Yield: 4 Servings
- 4 lamb kidneys
- 1 cup milk
- 1 cup green lentils
- 1 onion
- 1 carrot
- 1 bulb garlic, split
- 1 bay leaf
- 1 bunch thyme, tied in a bundle, plus additional branch
- 1 bunch parsley stems, tied with the thyme
- 4 cups chicken stock
- Salt and pepper, to taste
- ½ cup all-purpose flour, seasoned with salt and
- 1 Tablespoon unsalted butter
- 1 clove garlic
- 1½ Tablespoons extra virgin olive oil, plus additional
- ½ cup garlic, slivered
- ¼ teaspoon chili flakes
- ½ cup lemon juice
- 1 cup mint, leaves picked
- Extra virgin olive oil
Soak the kidneys in milk for 2 hours. Remove them
from the milk and rinse in cold running water for 1 hour;
dry the kidneys. Split each one in half; remove and discard
the fibrous membrane from each side of each half.
While the kidneys are soaking, rinse the lentils in cold
water. Place them in a non-reactive pot and cover with water;
bring to a boil. Once boiled, strain and rinse them again
with cold water. Place the lentils in a non-reactive pot with
the whole onion, carrot, split garlic head, bay leaf, and
tied herb bundle; cover with the chicken stock. Cook the lentils
slowly until they are tender, approximately 20-25 minutes.
Once tender, remove the vegetables and allow the lentils to
cool in their cooking liquid. Strain the lentils and discard
the cooking liquid.
Season the kidney halves with salt and pepper; lightly dust
with the seasoned flour. Heat butter in a pan. Crack the garlic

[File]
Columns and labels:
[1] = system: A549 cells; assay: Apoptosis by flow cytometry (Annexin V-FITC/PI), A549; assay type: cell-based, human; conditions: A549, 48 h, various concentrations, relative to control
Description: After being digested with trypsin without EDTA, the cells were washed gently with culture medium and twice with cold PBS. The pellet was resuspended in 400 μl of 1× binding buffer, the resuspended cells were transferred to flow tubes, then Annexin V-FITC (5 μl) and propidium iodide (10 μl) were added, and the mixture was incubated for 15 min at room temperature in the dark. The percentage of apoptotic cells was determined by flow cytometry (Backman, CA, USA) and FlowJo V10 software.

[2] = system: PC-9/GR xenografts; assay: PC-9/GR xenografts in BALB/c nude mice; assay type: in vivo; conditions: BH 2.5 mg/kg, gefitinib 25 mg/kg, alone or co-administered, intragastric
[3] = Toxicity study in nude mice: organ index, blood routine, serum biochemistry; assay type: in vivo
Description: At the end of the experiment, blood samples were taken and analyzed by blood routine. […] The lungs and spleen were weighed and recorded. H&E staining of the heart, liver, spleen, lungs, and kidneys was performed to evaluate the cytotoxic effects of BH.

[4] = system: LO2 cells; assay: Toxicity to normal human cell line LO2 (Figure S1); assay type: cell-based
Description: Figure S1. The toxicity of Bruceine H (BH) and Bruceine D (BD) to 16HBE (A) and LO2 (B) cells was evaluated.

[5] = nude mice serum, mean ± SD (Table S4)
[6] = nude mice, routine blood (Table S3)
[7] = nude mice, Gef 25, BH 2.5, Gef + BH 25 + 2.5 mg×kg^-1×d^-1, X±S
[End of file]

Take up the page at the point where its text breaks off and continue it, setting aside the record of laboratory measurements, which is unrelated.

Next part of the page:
clove into the pan and add the remaining thyme branch; sizzle
for 1 minute and then add the kidneys. Sear both sides of
each kidney half until golden brown and medium-rare, or approximately
3 minutes total cooking time. In another pan, heat olive oil
and sizzle the slivered garlic and chili flakes. Add the lentils
and toss gently to incorporate. Deglaze the pan with lemon
juice, season with salt and pepper, and toss in the torn mint.
To Assemble and Serve:
Place the spicy lentils on warmed serving plates. On each
plate, lay 2 kidney halves on top of the lentils; drizzle
with extra virgin olive oil and serve immediately.
This dish lends itself well to earthy, textured white
wines, according to sommelier Ed Ruiz of Incanto.
Greco from a good producer in Campania, such as Terredora,
is a natural fit. Another wine that comes to mind is Semillion
from Australia. The goal is to match the earthiness of this
dish to a wine with earth tones and enough acidity to cleanse
the palate. If you prefer red wine, try something with the
Sant’Antimo designation made from Sangiovese Grosso,
usually blended with a bit of Cabernet Sauvignon. The Ferris
notes in these wines are a natural with the kidneys.